From Changing Education Systems to Changing Society


Whether stated explicitly or not, a core proposition of DML is that there are deep consequences to the ways that young people are learning both in and out of school and using digital technology with peers, in affinity groups, as they develop interests and expertise. In the context of the U.S., digital media and learning (DML) offers challenges to the school curriculum and significantly to the organization of the out-of-school, community-based non-formal learning sector. But, what could it mean in other places around the world? I recently visited TUMO Centre for Creative Technologies, in Yerevan, the capital

Amplifying the Teacher Perspective on Connected Learning


This is my second post in a series exploring my journey to develop and teach a graduate “Multimodal Literacies” course for pre-service and in-service teachers based on the connected learning framework. (Here are my first and second posts in the series, as well as my original inspiration.)    And, we’re off! In the blink of an eye, the first five weeks of my graduate course focusing on “New & Multimodal Literacies” with pre-service and in-service teachers have flown by. My six committed students and I have been engaged in an exploration of Connected Learning and its applications to

Love and Animation as Missing Ingredients: A Discussion With Marjorie Faulstich Orellana


Books. Laptops. Construction paper. Text books. Desks. Bells. Backpacks. Pens. Smart board styluses. White boards. LCD projectors. Hall passes. The list goes on. The spaces of learning — whether we are discussing classrooms, libraries, extracurricular clubs — are full of a lot of tangible stuff. However, if we want to improve learning, the gaze of educators needs to look beyond the materiality of classrooms and closer at the individuals within these spaces. We need to consider how the relationships between participants in learning spaces captivate and thrill. Recently, I had the pleasure of talking with Marjorie Faulstich Orellana,

Lessons Learned During Summer Minecraft Camp


We partnered with Connected Camps and Building Blocks for Kids Collaborative (BBK) last summer to run a four-week affiliate camp for underprivileged kids in the city of Richmond, California. Richmond’s residents are predominantly low-income Black or Latino families, and a recent study by the Richmond Public Library and BBK found that computer and Internet access in this community was far below the national average. With the generous assistance of the City of Richmond’s IT staff, we hosted the camp in Richmond’s City Hall IT Training Room, a basement room with 28 workstations. These computers were connected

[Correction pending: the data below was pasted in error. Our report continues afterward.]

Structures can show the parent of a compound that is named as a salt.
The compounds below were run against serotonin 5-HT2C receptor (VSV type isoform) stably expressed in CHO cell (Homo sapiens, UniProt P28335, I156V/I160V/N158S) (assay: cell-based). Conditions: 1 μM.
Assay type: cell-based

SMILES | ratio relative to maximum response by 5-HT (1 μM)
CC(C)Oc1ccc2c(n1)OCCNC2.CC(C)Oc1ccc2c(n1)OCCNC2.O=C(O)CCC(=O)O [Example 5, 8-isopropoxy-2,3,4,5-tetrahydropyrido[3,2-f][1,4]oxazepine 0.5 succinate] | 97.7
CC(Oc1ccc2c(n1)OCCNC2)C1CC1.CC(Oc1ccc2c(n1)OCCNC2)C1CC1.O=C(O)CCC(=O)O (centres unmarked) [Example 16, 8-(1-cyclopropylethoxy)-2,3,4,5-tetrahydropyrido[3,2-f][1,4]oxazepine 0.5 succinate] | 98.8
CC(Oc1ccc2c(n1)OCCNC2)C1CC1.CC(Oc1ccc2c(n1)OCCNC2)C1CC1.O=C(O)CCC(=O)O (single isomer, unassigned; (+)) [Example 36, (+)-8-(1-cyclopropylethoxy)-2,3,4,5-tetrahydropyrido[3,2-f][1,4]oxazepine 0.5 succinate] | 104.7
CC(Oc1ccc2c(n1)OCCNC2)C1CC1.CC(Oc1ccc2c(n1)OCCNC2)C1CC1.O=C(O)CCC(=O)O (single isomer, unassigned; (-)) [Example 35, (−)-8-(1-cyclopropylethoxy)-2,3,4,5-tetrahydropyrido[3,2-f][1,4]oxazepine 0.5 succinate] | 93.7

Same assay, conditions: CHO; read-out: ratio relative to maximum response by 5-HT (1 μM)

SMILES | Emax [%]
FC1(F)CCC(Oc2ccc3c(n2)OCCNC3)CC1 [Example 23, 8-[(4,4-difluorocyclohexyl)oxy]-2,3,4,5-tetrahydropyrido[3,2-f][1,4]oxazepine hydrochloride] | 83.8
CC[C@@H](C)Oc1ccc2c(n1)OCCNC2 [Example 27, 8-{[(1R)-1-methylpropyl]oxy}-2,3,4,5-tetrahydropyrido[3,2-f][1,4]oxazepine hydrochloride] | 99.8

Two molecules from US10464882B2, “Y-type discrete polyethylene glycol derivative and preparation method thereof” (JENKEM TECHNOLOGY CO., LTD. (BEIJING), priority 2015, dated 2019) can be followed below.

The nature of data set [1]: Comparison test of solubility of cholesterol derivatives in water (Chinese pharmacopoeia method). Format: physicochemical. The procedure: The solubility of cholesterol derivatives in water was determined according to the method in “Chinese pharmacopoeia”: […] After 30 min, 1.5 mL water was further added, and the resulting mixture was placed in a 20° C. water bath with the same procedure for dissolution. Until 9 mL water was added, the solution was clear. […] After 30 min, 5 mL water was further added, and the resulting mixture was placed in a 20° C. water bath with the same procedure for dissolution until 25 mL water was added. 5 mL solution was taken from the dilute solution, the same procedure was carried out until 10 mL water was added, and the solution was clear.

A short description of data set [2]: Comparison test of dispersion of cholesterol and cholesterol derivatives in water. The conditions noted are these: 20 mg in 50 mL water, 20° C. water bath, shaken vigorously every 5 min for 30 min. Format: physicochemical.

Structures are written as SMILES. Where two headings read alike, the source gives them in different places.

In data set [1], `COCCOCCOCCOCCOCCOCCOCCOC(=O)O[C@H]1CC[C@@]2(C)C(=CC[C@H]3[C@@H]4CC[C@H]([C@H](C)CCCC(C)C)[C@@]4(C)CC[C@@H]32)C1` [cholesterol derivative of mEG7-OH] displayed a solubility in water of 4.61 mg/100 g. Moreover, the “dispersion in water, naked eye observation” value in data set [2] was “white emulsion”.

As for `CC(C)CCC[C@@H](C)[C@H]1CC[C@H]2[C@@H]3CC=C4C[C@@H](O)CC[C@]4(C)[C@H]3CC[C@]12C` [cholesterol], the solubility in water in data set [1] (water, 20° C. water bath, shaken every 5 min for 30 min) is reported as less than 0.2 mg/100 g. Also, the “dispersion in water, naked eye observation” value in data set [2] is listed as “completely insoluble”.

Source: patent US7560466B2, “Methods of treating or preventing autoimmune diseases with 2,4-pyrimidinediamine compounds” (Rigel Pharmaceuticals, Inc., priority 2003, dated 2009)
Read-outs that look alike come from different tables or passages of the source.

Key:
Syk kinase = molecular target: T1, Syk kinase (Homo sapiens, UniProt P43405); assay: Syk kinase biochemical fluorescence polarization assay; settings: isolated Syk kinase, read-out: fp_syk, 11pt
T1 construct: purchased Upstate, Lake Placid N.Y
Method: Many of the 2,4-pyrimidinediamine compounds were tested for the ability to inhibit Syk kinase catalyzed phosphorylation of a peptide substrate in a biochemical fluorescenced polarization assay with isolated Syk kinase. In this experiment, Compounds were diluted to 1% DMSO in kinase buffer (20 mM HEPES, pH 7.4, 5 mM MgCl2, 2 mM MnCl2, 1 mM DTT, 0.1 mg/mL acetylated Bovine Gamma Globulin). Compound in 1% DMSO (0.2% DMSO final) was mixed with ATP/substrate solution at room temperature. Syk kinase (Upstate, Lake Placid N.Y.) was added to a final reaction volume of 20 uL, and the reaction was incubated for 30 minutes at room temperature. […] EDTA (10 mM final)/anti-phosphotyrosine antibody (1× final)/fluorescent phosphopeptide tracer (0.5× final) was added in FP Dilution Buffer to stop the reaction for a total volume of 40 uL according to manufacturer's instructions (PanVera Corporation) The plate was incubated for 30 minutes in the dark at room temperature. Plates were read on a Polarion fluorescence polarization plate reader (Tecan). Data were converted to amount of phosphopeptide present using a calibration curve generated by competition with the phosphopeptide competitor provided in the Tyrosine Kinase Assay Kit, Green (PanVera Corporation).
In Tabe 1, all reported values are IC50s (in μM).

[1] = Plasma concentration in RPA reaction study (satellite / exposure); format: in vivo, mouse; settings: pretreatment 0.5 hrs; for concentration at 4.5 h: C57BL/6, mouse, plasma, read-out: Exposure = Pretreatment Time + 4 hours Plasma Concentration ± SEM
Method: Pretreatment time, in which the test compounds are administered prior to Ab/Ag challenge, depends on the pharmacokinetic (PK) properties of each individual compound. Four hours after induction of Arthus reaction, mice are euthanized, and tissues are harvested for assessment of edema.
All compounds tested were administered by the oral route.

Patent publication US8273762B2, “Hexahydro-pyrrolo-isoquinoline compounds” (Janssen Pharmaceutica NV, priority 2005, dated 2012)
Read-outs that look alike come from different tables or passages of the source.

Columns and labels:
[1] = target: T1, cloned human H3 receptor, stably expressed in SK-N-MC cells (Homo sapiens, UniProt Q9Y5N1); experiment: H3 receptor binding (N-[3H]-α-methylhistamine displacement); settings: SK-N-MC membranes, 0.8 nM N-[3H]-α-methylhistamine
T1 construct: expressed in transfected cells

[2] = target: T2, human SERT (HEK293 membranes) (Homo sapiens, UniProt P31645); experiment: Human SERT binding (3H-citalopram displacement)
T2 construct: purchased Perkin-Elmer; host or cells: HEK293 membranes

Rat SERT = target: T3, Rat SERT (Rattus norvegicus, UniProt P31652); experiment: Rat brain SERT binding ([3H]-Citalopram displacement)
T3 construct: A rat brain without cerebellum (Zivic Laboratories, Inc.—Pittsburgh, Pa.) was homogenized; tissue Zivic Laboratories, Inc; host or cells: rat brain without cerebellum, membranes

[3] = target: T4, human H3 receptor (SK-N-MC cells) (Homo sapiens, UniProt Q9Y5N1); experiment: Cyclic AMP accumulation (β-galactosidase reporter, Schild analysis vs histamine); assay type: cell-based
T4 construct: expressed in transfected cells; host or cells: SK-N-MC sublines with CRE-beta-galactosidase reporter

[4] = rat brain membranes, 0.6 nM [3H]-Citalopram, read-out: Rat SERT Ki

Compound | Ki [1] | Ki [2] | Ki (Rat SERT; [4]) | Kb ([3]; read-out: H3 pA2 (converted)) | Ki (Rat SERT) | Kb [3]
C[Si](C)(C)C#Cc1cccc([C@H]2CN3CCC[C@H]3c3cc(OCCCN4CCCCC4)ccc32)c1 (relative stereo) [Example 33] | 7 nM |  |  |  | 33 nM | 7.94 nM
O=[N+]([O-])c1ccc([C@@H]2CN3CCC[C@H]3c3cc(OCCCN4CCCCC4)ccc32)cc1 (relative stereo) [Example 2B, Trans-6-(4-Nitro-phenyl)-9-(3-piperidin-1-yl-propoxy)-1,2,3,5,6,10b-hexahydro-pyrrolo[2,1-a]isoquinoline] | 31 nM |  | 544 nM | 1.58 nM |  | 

The Possibilities of Badges and Blockchain


In March 2015, I wrote “Peering Deep into the Future of Educational Credentialing” for DML Central. In it, I explored the potential for the blockchain technology (best known for underpinning Bitcoin) to add an extra layer of trust and verification to Open Badges. Now, a year later, we’re a lot closer to that reality than I originally envisioned. The diffusion of innovation has moved so quickly that even government ministers are excited about the possibilities afforded by the blockchain. Let’s back up a bit first. The great thing about the Open Badges Infrastructure is that it’s

Annotation, Rap Genius and Education


Annotation educator Jeremy Dean came to me through my serendipity amplifier: Twitter. I watch some people think aloud in public and some people attend to my public online musings; when I think out loud in perceiving range of the right publics, the serendipities start amplifying. One of my Rheingold U students asked me via an open tweet whether I still use Diigo for social bookmarking; I replied that I also liked Diigo as a way to have conversations with learners about online texts through highlights and comment threads. I had not known Dr. Dean, but he

Making Learning Matter in the Digital Classroom


In a recent blog post, I discussed the noteworthy success of a web-based course launched by a research university in a high-profile initiative that emphasized online access as much as digital education. As I pointed out, student evaluations are almost never universally positive about large courses, particularly required courses with many drafts due for projects that can feel like “busy work” to skeptical undergraduates. I interviewed the course instructor, Alexandra Sartor, in this blog post and wanted to follow up with the instructional designer, Ava Arndt, as well. A disclaimer is probably in order here, since

Online Literacy and the College Learner: Transfer Research and Technology


Recently, I wrote a post for DML Central about an online course that’s receiving unusually high course evaluations and is being offered by the Culture, Art, and Technology program at UC San Diego. It’s a course in which online literacy is both the form and the content of the assigned curriculum. The instructor, Alexandra Sartor, took time out from teaching for an interview with DML Central to talk about her experiences, teaching the course. She laughed about the fact that her ultimate achievement was probably having “almost no comments about the form of the course.” Despite the digital focus